This is the Morning Shift, our one-stop daily roundup of all the auto news that's actually important — all in one place at 9:00 AM. Or, you could spend all day waiting for other sites to parse it out to you one story at a time. Isn't your time more important?

1st Gear: GM Vice Chairman and Chief Financial Officer Chris Liddell today announced that he will leave the company April 1, 2011 after just over a year with the just-emerged-from-bankruptcy-and-IPO'ed automaker. He'll be succeeded by Dan Ammann, 38, who's currently a GM vice president, finance and treasurer. Before coming to GM, the native of New Zealand worked for Morgan Stanley for 11 years. Sorry, hold on a second... wow, we just realized he's a 30-something becoming the CFO of the world's largest automaker? Jeez, what the hell have I done with my life.

2nd Gear: Could modern cars operating with the help of internal computers be vulnerable to hackers? Could someone tamper with your software-controlled brakes or stop the engine from afar? Not really, or, at least not easily. Why not? Nefarious no-goodniks can already steal your car with a smart key. And don't even get us started on road signs.

3rd Gear: At 1.5 tons, this life-size model of the Chevrolet Orlando weighs just 369lbs less than the real thing. There's no driving this car, though. Built over two weeks by a team of eight sculptors, the car is parked on a London street as a publicity stunt. Just don't let any Kindergarten classes walk by. They might try to eat it. Or wait, was that paste? Hmm, I just remember paint chips.

4th Gear: The spike in the price of an oil barrel has been caused by "market pricing and risk premium on the future oil supply," not a lack of supply, Rex Tillerson, CEO and chairman of Exxon Mobil, told CNBC Wednesday. And by "market pricing," I think he means "market speculation." Well, whatever the reason, we're just glad we ran our how to save money on gas special yesterday.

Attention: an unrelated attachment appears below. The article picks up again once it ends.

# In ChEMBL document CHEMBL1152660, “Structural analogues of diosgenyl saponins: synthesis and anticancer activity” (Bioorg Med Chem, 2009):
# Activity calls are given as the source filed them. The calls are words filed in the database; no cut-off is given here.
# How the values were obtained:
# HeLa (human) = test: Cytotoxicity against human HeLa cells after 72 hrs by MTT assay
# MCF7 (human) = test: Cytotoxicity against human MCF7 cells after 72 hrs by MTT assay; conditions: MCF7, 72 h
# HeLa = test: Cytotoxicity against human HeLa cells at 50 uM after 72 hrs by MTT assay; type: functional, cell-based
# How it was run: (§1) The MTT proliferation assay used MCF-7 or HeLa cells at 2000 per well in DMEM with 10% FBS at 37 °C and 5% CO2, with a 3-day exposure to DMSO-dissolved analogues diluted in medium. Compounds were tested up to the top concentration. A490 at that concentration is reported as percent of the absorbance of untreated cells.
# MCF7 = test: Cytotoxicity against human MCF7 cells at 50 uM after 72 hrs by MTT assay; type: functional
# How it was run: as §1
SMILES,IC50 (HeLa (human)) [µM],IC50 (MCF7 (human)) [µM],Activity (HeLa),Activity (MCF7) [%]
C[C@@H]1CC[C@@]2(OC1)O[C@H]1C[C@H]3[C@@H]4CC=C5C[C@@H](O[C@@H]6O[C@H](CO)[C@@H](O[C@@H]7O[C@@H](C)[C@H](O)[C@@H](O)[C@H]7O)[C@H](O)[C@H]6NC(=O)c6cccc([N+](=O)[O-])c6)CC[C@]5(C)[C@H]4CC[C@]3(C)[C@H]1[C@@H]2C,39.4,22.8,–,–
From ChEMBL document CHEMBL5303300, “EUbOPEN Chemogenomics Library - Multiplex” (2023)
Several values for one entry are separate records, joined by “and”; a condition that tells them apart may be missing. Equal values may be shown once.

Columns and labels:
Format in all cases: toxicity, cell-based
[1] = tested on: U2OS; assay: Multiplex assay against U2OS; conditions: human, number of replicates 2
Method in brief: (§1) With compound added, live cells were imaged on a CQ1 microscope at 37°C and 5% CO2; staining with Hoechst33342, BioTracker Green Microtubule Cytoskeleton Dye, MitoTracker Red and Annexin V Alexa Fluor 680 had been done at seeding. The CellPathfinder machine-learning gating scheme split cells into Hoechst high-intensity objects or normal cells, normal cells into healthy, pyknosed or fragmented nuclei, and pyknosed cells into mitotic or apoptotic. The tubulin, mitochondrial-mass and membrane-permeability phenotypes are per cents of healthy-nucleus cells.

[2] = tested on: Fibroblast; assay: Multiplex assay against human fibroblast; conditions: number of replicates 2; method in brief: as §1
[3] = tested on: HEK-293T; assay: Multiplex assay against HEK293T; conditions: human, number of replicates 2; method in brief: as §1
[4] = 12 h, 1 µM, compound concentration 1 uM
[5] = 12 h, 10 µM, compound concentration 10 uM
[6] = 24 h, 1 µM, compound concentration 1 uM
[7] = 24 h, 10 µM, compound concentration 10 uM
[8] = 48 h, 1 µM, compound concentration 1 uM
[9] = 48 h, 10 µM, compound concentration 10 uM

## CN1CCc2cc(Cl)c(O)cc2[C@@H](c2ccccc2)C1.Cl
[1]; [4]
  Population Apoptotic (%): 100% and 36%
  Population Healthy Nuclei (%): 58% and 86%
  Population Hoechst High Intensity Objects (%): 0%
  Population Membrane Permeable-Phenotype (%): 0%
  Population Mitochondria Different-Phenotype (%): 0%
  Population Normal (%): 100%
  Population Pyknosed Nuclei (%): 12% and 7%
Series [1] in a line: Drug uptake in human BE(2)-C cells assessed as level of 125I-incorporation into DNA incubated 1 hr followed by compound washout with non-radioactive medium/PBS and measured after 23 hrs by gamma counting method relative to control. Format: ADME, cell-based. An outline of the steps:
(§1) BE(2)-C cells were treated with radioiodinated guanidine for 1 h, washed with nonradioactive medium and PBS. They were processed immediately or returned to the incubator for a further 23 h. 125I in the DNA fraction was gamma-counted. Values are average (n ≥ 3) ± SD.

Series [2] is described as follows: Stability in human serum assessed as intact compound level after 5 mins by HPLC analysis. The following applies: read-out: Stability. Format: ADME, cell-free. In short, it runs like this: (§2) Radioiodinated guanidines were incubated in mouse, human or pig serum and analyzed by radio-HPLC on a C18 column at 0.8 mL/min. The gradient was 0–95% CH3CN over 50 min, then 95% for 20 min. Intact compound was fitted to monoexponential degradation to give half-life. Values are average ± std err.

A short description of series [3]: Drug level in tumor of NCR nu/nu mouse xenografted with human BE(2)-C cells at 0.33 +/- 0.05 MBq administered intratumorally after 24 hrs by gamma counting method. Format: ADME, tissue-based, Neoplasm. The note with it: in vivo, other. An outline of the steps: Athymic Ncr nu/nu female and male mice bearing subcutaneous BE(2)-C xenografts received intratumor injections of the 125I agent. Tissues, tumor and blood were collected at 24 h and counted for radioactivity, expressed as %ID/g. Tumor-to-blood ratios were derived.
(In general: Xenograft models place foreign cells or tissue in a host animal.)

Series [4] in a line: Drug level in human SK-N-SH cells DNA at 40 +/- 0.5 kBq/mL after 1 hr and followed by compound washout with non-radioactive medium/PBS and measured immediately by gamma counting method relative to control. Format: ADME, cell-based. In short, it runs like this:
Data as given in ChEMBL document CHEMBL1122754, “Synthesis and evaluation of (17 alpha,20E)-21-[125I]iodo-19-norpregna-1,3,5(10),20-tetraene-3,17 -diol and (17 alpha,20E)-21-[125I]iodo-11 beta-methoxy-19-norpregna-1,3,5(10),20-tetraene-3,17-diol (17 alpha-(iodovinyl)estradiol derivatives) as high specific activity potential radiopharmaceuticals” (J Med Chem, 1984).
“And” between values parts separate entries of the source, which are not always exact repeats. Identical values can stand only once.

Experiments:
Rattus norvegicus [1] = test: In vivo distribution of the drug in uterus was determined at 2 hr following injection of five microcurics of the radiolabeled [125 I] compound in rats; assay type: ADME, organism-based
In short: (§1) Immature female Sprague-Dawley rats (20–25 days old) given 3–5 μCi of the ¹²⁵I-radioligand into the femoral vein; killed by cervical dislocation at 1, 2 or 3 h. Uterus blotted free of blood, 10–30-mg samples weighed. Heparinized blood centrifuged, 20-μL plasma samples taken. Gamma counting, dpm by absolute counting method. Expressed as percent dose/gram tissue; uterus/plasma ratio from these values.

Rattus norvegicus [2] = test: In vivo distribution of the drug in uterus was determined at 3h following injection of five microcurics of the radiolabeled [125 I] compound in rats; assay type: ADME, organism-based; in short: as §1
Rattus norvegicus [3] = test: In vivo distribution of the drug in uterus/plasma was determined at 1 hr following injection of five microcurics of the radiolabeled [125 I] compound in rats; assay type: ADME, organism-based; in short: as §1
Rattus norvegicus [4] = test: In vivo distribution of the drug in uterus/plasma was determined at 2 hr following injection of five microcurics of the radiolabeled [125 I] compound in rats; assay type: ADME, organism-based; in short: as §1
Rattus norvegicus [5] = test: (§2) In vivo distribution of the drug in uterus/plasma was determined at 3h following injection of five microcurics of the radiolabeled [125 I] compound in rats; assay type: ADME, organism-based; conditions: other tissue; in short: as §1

5th Gear: Goodyear CEO Richard Kramer saw his compensation rise 69% to $8.5 million in 2010, up from $5 million in 2009. That's especially surprising considering the Akron, Ohio-based tiremaker lost $216 million in 2010 and closed a plant in Tennessee that employed nearly 2,000 workers. Guess reality is not always where the rubber meets the road.

6th Gear: Volkswagen's expected to confirm a full assault on the World Rally Championship before the end of this month, according to Autocar's sources. The German manufacturer, which has been linked to a WRC campaign since the series confirmed its new 1600cc-based regulations, is being tipped to announce its programme at a party on 22 March that will celebrate its Dakar rally raid success.


⏎ released a free Android app. We have no idea what that means. [PR Newswire]

⏎ Ford and the U.S. are still in talks over the F-150 airbag recall. [Detroit News]

⏎ There's a 'Vette rebound! [Automotive News]

⏎ Ford Falcon set to get new Territory's electric-assist steering. [GoAuto]

⏎ 2011 Chrysler 200 falls short. [Detroit News]

⏎ The Lamborghini Aventador will have a similar production run size as the old Murcielago — about 4000 units. [Autocar]

⏎ Just give the Volt time and critics will warm up to it. [Detroit News]

⏎ To the guy who was formerly employed by New Media Strategies to tweet for Chrysler: Sorry we got you fired! [Automotive News]

Today in Automotive History:

Robert Kearns, who patented a design for a type of windshield wiper and later won multi-million dollar judgments against Chrysler and Ford for using his concept without permission, is born on March 10, 1927, in Gary, Indiana. [History]

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